A tile backsplash adds a colorful customized accent to your kitchen. Choose from a host of decorative tiles, and then save by doing this simple remodeling yourself.
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Adhesive Bondera sheets provide an alternative to mastic. You simply cut sheets to fit your wall and press the tiles in place.
Measure the length of your wall where you'll install the backsplash and check to make sure the vertical row of tiles that will end up in any corner between two walls can be cut wider than half the tile width. (You don't want to end up with slivers of tile. If that's what you can expect, consider shifting all the tiles toward the inside corner and leaving a gap between the outside vertical row of tiles and the wall edge.) Do the same with the height of the backsplash. Lay tiles on the countertop where you'll install them on the wall and mark the wall above each tile edge as a guide for applying tile mastic -- the adhesive that holds the tile in place -- in 3-ft sections.
If you're removing any outlet or switch covers prior to tiling, turn off power to them at the breaker or fuse box. Then test outlets and switches for power before removing the covers.
Measure from the wall edge or nearest installed tile to find the location of outlets and light switches. For the 1-in tiles shown here, it was easy to cut tiles out of the 12-in-square sheets with a utility knife to accommodate the outlets. For larger tiles, cut openings as needed using a tile saw before applying tile adhesive to the wall. Then use the wall marks as guides to apply a layer of tile mastic to the wall just on the area where you'll install the first 3 feet of tile.
Apply a strip of painter's tape to the countertop beneath where you'll install the tile backsplash. Using a toothed trowel, spread the mastic evenly over the area where you'll apply the first 3 feet of tile. Then lay cardboard spacers flat on the counter with their edges against the wall.
Press the first sheet of tiles into place -- align the outside edge with the wall and rest the bottom on the cardboard spacer. Begin with the bottom tile if you'll stack more than one row. Use the space between tiles on the mesh backing -- or tile spacers if using individual tiles -- to determine the space between tiles or tile sheets.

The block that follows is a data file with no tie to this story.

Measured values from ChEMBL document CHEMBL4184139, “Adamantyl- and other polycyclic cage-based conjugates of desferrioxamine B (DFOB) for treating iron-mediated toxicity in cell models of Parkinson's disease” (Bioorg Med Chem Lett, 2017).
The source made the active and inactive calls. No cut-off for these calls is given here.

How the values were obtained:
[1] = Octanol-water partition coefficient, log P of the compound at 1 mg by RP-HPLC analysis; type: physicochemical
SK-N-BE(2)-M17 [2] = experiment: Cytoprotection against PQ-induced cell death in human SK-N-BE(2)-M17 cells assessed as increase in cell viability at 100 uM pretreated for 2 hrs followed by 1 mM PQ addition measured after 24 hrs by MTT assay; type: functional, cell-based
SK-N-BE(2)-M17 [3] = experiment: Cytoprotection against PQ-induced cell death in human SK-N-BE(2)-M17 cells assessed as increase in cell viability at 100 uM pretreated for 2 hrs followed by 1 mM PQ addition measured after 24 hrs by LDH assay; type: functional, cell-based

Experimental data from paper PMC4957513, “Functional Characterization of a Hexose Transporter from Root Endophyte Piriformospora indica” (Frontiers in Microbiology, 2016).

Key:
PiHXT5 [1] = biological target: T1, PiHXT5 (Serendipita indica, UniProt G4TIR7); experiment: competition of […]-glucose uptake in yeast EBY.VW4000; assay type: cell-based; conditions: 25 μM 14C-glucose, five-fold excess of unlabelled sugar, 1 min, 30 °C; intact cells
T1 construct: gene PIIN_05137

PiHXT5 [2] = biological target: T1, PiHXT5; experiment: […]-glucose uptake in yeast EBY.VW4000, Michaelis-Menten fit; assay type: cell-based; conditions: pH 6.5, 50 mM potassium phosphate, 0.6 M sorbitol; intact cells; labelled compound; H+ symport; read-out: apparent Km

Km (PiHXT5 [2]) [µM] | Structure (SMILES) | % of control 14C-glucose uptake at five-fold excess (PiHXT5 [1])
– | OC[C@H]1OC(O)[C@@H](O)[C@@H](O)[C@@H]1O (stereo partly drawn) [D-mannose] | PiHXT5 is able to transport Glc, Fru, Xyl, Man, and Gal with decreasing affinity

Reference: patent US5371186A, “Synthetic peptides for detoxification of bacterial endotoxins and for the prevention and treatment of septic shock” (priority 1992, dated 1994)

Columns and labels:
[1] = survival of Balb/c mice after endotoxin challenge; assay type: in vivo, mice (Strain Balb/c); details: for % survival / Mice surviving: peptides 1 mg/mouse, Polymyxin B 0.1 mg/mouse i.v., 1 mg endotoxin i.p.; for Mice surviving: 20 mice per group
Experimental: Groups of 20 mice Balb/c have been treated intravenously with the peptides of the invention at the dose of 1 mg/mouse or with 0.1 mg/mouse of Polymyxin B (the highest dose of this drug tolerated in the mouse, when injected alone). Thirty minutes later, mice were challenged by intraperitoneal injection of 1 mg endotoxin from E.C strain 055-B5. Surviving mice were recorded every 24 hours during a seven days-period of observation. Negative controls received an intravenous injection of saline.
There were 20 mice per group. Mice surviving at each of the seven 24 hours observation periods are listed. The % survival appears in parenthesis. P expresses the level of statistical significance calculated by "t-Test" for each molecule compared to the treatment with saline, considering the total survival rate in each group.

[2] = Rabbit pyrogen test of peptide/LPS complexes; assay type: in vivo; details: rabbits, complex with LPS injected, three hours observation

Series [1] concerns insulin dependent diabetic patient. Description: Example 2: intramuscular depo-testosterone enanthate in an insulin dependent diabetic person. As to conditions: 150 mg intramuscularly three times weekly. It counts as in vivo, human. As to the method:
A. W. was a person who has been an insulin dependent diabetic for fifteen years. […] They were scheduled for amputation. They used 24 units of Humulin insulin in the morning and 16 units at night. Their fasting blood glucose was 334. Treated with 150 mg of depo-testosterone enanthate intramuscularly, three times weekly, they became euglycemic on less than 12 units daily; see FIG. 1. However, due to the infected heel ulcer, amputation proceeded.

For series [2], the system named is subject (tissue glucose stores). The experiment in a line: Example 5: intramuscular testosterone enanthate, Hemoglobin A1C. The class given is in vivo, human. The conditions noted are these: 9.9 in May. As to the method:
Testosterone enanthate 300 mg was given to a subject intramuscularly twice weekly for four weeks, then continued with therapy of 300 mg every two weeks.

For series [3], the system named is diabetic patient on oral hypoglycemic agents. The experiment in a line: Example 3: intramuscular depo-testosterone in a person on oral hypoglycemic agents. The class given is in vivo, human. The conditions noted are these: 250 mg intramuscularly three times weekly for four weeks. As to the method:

Hold a block of wood firmly against the tile and tap it with a hammer to set the individual tiles evenly against the mastic. Move and tap the wood across the entire surface until the tiles feel level to the touch. Continue applying tile along the entire backsplash and let dry.
Using a grout float, apply and press grout between the tiles. Work in small areas (about a 3-ft square at a time) and only move the grout float diagonal to the grout lines.
When buying grout, you'll see products labeled "sanded" or "unsanded." Choose unsanded grout when filling spaces less than 1/8-in. Use sanded grout for wider spaces.
When the grout begins to form a haze on the tile, wipe away the excess using a moist sponge. Wash out the sponge frequently as you work.
Timing is critical for this and the next stage. You want the grout to be dry enough so that it doesn't pull out of the joints and onto your sponge, but not so dry that you have to use heavy pressure to clean the tiles.
Before the grout dries completely, use a soft, dry cloth to polish off any remaining haze and clean the tiles. Slide the cardboard spacer out from below the bottom row of tiles.
Allow the grout to dry for two weeks before applying a grout sealer. Clean the tile and reapply sealer annually.